We always wash down the jars of chutney with hot water when they’ve cooled as I’ve never yet managed to bottle it without getting sticky chutney everywhere. Label when the jars are dry, and store for at least 3 months before trying it – but it can keep for years, if your family and friends don’t get to it first.

To give credit where credit is due, this recipe came from our friends Charlotte and Iain from our Bracknell days, and I can’t remember we where they got it from.

Roasted tomato and garlic sauce

Autumn has arrived, so we finally stripped out the tomatoes from the greenhouse this morning, which left us the rest of the day to process the goods. First up, was our take on a favourite Hugh Fernley-Whittingstall veg recipe with the ripe ones. I think you can jar this, be we don’t – we freeze it in small (3 ladle) amounts, and pop it in stews or use as a soup base during the winter. This is probably the 4th batch of this stuff we’ve made this year – the tomato crop has been immense.

Don’t ask me about quantities, not a clue! But we had enough ripe ones to cover more than 1 of our roasting dishes, so I spread them out across two – the bigger tomatoes are cut in half, and laid out face down. Then I split a whole bulb of garlic across the two dishes – crushed – then drizzled a reasonable quantity of olive oil over the lot. I think the classic HFW recipe involves herbs too, but I’ve never bothered.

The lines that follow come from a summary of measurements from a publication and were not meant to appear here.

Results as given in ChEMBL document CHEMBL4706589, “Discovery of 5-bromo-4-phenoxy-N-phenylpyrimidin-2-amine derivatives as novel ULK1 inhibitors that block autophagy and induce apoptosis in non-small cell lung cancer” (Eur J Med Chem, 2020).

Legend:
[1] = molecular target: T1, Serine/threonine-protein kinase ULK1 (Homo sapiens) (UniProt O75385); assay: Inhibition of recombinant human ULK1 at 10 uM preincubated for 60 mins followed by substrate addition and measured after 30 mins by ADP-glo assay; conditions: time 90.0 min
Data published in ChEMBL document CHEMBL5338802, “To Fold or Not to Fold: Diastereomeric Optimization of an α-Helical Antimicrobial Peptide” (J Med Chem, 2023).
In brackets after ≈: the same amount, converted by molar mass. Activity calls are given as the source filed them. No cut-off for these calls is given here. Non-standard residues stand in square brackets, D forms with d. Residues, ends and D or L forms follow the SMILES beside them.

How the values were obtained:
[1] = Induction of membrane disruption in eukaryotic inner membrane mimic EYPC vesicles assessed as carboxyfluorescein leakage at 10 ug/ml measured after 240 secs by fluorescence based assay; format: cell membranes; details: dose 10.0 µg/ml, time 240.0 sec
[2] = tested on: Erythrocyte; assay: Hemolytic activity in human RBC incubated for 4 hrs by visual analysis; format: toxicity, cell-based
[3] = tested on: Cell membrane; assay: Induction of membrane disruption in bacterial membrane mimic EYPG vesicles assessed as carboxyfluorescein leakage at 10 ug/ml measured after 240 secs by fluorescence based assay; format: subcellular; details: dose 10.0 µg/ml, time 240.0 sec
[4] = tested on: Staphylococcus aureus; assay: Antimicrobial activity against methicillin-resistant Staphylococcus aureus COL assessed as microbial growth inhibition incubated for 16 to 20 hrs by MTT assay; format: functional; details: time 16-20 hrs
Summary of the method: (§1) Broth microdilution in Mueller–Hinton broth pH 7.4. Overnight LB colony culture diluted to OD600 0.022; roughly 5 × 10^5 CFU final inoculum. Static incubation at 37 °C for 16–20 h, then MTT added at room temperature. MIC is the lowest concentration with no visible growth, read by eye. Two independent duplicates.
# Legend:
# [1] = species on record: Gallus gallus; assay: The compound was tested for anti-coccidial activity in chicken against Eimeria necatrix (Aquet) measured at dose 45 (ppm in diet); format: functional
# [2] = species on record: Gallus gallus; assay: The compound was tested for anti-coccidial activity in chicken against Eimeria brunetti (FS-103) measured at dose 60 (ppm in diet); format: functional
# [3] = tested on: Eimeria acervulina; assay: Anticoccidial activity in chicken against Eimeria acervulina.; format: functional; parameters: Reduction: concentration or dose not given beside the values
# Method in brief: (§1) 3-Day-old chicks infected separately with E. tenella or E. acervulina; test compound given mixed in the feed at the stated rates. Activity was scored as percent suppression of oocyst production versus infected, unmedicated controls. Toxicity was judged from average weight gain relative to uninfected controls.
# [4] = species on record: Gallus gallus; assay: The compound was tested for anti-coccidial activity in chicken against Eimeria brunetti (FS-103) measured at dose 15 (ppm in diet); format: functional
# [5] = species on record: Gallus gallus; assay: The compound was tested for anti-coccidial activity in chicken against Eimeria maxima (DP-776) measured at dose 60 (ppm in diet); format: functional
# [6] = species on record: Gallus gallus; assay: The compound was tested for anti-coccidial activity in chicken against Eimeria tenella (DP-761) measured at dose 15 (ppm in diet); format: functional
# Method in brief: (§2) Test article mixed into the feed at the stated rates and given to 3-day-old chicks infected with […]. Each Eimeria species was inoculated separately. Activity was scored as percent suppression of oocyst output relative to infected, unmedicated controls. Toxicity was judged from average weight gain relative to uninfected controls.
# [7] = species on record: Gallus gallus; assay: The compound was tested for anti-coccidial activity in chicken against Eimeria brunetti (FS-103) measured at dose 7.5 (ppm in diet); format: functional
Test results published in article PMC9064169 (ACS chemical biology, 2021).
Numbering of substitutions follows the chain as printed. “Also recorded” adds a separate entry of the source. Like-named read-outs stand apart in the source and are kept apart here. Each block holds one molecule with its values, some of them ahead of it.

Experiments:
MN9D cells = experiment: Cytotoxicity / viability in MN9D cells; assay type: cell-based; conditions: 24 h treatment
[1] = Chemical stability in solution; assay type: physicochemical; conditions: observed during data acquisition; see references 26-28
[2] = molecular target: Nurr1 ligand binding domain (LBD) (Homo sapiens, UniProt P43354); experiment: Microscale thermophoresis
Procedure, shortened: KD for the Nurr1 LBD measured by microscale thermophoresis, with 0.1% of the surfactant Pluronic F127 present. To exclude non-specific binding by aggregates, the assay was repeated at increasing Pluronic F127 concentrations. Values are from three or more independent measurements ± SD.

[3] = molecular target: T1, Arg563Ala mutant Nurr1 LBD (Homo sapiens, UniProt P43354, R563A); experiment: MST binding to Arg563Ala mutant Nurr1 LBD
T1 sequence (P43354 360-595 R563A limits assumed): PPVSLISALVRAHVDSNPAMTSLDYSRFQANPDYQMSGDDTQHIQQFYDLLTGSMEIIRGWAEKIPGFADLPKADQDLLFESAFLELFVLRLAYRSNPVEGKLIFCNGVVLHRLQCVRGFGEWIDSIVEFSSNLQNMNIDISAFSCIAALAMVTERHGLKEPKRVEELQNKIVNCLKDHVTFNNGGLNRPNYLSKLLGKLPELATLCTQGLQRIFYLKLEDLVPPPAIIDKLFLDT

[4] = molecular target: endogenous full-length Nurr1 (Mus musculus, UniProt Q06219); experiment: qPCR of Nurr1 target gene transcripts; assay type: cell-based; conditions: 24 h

I popped them in a hot oven 180c for about a half hour, keeping an eye on them until the top of the tomatoes and some loose garlic bits are slightly crispy. Then comes the slightly faffy bit, where 2 pairs are hands are useful: carefully pour the mushy, liquidy gloop through as sieve placed over a large bowl. Having one person to hold the roasting dish, and one to slide the gloop is ideal.

What we do then is to use a short handled wooden spoon (or my husband prefers a potato masher with our flat-bottomed sieve) to push through as much of the roasted tomato as possible, breaking down the skins, centres and pips until you’ve just got a load of tough husky bits left. You may need to decant to a larger bowl, and you’ll definitely need to scrape the underside of the sieve because that goo is the best bit!

Washing up the sieve is the biggest pain of the whole exercise, but well worth it!